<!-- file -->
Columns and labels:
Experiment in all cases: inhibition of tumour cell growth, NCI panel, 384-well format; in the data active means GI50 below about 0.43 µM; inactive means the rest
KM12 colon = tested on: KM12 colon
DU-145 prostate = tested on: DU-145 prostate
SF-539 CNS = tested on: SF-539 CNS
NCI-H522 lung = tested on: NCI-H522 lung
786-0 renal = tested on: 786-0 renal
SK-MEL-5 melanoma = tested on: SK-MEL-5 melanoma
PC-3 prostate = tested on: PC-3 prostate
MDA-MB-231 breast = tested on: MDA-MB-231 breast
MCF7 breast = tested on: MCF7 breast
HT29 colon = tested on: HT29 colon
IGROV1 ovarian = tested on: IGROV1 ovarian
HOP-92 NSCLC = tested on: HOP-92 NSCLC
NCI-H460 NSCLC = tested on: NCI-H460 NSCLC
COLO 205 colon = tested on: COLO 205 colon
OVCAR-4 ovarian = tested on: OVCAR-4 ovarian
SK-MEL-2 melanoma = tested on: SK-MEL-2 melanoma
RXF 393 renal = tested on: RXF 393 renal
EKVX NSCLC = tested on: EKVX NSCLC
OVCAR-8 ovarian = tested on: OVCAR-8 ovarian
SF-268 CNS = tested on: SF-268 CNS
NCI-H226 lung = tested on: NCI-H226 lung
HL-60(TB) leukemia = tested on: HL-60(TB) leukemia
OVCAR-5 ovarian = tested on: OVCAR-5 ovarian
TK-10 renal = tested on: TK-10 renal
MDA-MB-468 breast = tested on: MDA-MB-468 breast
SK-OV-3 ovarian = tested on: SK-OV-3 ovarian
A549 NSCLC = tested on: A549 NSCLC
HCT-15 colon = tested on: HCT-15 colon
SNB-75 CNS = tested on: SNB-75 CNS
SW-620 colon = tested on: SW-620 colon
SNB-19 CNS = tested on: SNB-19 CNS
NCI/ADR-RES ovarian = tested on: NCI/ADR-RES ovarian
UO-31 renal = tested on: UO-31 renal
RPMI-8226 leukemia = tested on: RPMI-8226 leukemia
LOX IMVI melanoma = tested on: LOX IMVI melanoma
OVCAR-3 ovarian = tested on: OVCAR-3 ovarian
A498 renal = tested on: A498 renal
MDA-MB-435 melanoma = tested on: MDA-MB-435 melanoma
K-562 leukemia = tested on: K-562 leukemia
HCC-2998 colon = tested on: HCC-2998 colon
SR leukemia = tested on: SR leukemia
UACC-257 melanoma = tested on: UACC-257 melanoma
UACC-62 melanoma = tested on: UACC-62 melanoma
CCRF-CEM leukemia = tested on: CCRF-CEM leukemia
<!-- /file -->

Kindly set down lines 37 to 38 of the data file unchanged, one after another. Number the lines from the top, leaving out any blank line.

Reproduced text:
LOX IMVI melanoma = tested on: LOX IMVI melanoma
OVCAR-3 ovarian = tested on: OVCAR-3 ovarian